Content warning – the following post includes a discussion of suicide and self-harm.
As the US and Canada have been marking Mental Health Awareness month, and the UK begins to mark Mental Health Awareness week, there have been many tweets and posts and articles of various kinds. This post is about a specific kind of Mental Health Awareness post. You know the ones. The posts that tell us mental health awareness is about taking care of ourselves. To be kind to ourselves. To make some time for us. Take a bath. Meditate. Smell the roses.
Self-care is fine. Self-care is good. But this is not what Mental Health Awareness should be about. Mental illnesses are a serious reality for many people, the level of ignorance surrounding these topics is massive, and the avoidance of certain issues is engrained because of the stigma that surrounds them.
That stigma regarding mental illness, and mental health, harms people. It harms people by making them feel that the pain they go through is shameful. It harms people because they feel they cannot ask for the help and support that they need. It harms people because they left with the feeling that what they are going through is a judgement on who they are as a person, rather than an issue that can be dealt with through treatment and support.
This stigma needs to end, and it will not end by making lists of our top-ten most relaxing bubble-bath ideas.
This is not an article about self-care, it is not a post designed to make you feel better, about yourself, or anything else. This is a post about the hard conversations that need to be had around mental health.
We need to talk about suicide.
A recent death by suicide that attracted attention was the death of an ER doctor who had been treating coronavirus cases. That death was one of many. Suicide is the 10th leading cause of death in the US. Worldwide, around 800,000 people lose their lives to suicide every year. There are also many people who live day-to-day with suicidal ideation, not necessarily making a plan to end their lives, but rather living with thoughts that they might.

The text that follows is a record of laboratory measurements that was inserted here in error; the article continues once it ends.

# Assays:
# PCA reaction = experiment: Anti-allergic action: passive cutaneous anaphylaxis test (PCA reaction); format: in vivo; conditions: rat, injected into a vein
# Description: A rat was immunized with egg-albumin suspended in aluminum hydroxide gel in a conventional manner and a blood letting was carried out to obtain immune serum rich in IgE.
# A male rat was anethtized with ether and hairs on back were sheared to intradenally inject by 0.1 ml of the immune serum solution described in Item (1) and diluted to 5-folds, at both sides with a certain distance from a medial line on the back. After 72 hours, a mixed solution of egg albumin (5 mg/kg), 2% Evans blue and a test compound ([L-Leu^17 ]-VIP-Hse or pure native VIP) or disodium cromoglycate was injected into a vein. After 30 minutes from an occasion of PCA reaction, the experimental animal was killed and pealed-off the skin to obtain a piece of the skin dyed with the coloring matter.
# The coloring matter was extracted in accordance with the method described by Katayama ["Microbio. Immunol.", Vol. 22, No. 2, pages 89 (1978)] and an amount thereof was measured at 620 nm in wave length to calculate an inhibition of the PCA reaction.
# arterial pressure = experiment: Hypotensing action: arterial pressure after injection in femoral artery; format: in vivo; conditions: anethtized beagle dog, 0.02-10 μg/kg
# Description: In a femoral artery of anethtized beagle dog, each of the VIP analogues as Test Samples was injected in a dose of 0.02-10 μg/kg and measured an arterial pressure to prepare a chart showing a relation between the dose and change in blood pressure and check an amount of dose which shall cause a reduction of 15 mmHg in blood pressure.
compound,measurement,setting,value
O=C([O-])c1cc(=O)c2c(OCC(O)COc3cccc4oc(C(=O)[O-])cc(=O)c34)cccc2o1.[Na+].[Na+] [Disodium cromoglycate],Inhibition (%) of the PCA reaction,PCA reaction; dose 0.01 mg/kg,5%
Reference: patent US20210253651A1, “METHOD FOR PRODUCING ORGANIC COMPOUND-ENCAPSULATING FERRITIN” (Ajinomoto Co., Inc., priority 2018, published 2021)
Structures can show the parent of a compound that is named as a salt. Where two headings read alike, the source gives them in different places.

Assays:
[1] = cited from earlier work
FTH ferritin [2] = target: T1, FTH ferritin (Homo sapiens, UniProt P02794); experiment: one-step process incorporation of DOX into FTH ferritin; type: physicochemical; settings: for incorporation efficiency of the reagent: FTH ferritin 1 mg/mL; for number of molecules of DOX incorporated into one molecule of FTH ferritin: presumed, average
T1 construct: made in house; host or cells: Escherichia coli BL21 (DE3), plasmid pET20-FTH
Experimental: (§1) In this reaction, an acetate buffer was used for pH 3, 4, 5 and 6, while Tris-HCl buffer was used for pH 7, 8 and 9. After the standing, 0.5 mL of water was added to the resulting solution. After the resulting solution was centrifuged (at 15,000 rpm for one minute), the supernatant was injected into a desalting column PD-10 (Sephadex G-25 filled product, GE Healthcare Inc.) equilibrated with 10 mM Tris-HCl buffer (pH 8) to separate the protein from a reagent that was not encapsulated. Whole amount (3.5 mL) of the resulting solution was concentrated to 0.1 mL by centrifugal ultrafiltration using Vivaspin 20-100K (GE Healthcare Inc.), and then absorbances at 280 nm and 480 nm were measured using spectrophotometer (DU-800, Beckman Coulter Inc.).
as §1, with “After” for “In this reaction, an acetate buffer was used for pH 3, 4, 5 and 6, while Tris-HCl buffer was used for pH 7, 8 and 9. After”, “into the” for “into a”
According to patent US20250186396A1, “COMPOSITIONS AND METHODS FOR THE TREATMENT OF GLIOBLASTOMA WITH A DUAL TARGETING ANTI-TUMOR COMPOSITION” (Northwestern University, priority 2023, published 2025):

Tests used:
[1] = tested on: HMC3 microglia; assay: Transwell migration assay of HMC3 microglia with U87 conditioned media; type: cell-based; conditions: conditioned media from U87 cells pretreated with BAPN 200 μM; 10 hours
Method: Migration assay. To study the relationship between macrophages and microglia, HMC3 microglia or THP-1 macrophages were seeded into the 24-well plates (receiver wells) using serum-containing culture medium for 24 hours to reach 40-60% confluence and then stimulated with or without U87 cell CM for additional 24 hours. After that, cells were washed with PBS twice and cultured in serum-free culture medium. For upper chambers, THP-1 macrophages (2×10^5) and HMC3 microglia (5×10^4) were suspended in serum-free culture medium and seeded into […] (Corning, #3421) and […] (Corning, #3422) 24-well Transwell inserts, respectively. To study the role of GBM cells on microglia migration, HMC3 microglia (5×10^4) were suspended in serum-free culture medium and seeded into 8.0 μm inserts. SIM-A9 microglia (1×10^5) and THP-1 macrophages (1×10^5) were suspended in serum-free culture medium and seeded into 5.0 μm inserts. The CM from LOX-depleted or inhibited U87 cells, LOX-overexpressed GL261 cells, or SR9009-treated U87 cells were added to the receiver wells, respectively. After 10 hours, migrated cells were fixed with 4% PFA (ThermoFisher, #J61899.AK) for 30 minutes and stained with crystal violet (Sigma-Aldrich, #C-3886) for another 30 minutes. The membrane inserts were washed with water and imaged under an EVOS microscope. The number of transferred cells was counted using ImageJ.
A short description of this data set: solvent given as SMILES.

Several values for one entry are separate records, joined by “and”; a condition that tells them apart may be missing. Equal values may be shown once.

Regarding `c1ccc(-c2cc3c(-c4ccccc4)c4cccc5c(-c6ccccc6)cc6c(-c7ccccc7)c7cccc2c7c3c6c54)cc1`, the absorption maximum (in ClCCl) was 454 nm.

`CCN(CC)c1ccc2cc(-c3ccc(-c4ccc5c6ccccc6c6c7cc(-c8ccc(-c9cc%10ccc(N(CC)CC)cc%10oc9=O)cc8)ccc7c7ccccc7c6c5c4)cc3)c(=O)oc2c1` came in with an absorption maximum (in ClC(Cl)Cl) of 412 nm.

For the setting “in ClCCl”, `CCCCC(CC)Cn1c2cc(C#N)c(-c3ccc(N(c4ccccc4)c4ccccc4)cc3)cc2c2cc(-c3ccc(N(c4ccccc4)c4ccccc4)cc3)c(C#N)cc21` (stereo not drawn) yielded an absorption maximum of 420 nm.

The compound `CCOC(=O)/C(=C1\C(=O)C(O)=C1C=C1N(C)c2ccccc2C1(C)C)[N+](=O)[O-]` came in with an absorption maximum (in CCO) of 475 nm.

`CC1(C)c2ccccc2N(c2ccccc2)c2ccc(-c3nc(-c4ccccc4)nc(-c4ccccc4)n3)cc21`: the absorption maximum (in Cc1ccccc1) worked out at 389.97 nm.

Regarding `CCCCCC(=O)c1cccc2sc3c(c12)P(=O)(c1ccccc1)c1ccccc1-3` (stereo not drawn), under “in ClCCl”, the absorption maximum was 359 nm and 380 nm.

Talking about suicide can be hard. What is an appropriate way to discuss suicide? When and how do you raise this issue with someone you are concerned about? How do we walk a line between avoiding the topic entirely, and constantly, intrusively, monitoring people we are concerned about? There are guides out there for how to do this, and more of us should familiarise ourselves with them.
We need to talk about self-harm.
Self-harm is a common symptom of distress. It is also a symptom that is heavily stigmatised. People who self-harm are too often labelled “attention seekers,” rather than people suffering distress. Survivors with visible scars commonly have to deal with other people’s reactions to and discomfort with those scars. One mental health advocate has said that this is like her own body being considered a trigger.
Here, too, there are guides for how to talk about self-harm. Most importantly, sufferers have said that being spoken to and about with respect and empathy is key.
Suicide and self-harm are just two topics from a long list of things that need more attention in discussions of mental health awareness. There are other important subjects that should be tackled this month, like how mental health services are failing people of colour.
Mental Health Awareness Month is not a time for putting soothing quotes about self-care over a photo of the beach at sunset. It’s a time for hard conversations about serious issues.
For Mental Health Awareness month, and Mental Health Awareness week, don’t take a relaxing bath, or take up flower arranging, or go for a calming walk. Instead, commit to reading articles and listening to podcasts by disability and mental health advocates that tackle difficult subjects.
Mental health awareness isn’t easy, but it can save lives. So make yourself aware.